Article – Explosion in Mobile Audiences and What It Means For Law Firms

Kevin O’Keefe at Real Lawyers Have Blogs recently published an article, “Explosion in Mobile Audiences and What it Means for Law Firms.”

The article first reviews some statistics from the Pew Research Center’s Project for Excellence in Journalism report on the future of mobile news. One such data point is that half of US adults currently own a smartphone or tablet, significantly more than a year ago. Consistent with that trend, Mr. O’Keefe remarks that a law firm’s client base, whether consumers or corporate, are increasingly likely to own tablets or smartphones. Furthermore, owners of these devices are likely to use them to read news and similar substantive content — the Pew report indicates that 64% of tablet owners and 62% of smartphone owners use their mobile devices for news at least weekly.

Based on the report, Mr. O’Keefe offers the following observation: “Smartphone and tablet users provide law firms a more engaged readership and a readership which is more likely to share [law firm] content across social media.” Thus, not only will readers read your materials, but also they will also share it with others.

After reviewing the statistics, he proceeds to offer a few tips to law firms. Given the nature of the Pew study (i.e., its focus on news) and the core of Mr. O’Keefe’s own business (i.e., legal blogs), he offers tips from a news-sharing perspective. (Indeed, there are a range of opportunities for law firm mobile efforts beyond news, relating to recruiting, events, sponsorships, resources, tools, and even profile-raising games).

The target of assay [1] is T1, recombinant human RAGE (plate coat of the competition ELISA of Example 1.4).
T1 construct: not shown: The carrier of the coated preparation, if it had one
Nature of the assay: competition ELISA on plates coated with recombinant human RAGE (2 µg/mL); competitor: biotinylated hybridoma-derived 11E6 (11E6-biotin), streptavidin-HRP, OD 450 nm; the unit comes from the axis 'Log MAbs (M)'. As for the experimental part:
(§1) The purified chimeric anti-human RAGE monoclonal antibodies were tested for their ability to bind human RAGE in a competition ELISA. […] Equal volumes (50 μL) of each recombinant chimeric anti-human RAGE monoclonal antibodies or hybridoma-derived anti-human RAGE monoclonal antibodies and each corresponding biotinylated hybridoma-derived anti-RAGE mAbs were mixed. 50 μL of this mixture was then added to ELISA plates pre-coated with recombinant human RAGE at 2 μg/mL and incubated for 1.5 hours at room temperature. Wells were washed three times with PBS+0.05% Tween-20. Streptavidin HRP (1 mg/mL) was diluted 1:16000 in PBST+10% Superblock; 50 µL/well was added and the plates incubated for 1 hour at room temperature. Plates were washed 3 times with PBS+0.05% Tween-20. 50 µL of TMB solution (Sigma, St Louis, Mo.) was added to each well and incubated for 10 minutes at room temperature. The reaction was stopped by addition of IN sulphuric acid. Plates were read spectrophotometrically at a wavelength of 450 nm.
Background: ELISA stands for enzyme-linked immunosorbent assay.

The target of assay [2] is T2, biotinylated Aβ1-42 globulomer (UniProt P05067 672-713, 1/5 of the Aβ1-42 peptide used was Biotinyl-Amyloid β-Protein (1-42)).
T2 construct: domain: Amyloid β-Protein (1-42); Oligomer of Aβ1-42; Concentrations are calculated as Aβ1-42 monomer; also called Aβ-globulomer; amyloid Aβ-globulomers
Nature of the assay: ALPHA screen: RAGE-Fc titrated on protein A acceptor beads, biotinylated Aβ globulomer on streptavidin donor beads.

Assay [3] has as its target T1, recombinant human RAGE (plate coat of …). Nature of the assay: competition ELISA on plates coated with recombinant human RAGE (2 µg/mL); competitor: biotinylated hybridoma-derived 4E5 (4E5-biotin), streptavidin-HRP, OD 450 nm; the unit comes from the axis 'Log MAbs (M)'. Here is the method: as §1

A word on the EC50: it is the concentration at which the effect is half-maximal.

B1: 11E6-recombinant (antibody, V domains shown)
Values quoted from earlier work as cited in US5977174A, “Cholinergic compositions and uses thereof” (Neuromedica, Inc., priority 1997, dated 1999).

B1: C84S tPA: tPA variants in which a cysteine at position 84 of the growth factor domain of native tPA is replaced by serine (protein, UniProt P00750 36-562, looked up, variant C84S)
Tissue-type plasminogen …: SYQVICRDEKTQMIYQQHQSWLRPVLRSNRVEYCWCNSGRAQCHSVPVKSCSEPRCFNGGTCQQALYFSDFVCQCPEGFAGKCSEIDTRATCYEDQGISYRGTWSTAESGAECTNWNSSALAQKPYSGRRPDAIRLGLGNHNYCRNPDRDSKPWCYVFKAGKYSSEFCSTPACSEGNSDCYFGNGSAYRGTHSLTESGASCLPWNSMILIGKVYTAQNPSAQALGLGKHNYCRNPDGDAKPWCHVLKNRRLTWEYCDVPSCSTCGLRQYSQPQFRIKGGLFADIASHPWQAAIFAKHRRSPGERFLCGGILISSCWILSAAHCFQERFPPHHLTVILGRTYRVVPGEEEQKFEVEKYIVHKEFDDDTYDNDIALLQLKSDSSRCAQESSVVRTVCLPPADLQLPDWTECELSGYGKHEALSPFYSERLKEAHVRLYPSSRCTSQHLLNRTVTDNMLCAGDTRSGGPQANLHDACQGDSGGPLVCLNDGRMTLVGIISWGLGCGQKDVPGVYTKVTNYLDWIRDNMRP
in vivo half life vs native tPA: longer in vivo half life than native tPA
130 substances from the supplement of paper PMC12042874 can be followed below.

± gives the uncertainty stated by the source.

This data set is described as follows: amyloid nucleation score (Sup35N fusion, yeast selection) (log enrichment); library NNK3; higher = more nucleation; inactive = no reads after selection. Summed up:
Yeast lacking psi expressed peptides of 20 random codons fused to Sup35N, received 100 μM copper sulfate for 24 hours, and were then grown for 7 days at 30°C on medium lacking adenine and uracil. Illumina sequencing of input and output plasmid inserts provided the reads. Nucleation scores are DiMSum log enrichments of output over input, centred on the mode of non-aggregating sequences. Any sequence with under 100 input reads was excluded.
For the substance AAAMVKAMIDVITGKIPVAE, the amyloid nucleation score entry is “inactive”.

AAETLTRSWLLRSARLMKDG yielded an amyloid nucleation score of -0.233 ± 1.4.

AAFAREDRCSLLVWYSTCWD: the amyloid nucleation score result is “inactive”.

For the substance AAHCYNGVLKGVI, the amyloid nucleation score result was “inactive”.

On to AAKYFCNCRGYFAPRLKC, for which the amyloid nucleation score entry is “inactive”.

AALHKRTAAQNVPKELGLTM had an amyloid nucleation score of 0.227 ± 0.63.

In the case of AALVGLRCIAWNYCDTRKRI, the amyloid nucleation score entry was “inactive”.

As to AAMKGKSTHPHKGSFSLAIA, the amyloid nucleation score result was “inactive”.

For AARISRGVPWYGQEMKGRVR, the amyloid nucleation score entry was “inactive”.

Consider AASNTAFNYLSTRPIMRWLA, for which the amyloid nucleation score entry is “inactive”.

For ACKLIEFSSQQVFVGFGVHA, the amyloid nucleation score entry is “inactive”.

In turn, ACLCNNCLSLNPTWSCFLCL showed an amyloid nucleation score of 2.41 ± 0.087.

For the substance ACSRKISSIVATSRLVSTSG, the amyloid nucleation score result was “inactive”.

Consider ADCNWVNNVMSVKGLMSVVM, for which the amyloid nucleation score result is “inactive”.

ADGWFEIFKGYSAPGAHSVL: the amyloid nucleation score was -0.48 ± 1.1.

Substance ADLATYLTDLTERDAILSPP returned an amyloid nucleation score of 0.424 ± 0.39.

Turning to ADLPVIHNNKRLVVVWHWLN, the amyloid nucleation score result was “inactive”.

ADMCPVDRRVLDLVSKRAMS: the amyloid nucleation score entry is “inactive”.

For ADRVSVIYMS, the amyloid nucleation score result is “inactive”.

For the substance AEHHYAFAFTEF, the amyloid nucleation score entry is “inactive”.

He recommends that all law firm “content needs to be mobile enabled” — that is, make it easy for mobile users to read the firm’s content (e.g. avoid PDFs, use tools built-in to WordPress if that is the platform hosting your website or blog). As more people use mobile devices to consume professional content, ensuring the accessibility of your content is important. In addition to content, Mr. O’Keefe encourages firms to get their attorneys and professionals to learn about the technologies involved in pushing content/news to mobile devices (e.g., RSS, Twitter) as well as news consolidation apps for consuming and sharing content (e.g., RSS Readers, Zite, Flipboard, Facebook, Google+).

While such recommends make sense to us, Law Firm Mobile respectfully disagrees with another of his recommendations — that law firms simply should not build native apps. Rather, it is our recommendation that firms consider the costs and benefits of both mobile applications and mobile compatible websites to further marketing and business development goals.

To some extent Mr. O’Keefe’s recommendation against apps appears to be based on his thinking behind how mobile users read “news”. In particular, he writes about the following metrics:

  • 60% of tablet news users mainly use the browser to get news on their tablet, and
  • “Only” 23% of these users get news mostly through apps.

In terms of critiquing his reliance on these statistics for his conclusion, first, at this stage, we are not aware of any market research indicating that corporate in-house read legal content in the same way as general or business news. Second, plenty of news organizations have created news apps for their content (e.g., Bloomberg, CNN, WSJ, Thompson Reuters); one would think that those experienced news organizations have a basis for creating apps rather than relying only on browser-based platforms. Third, 23% of individuals using apps is still a significant numbers of users. Last, Mr. O’Keefe assumes that those who are reading news with apps are using news aggregation apps (e.g. Zite or Flipboard). We are a fan of such apps and use them ourselves, but we still also use other sources for reading news. In any event, there does not appear to be data from the Pew study that breaks down what type of apps are used by those 23% of users.

Even with our disagreement with Mr. O’Keefe on apps, we appreciate his bringing to our attention important data on the impact of mobile phones and tablets.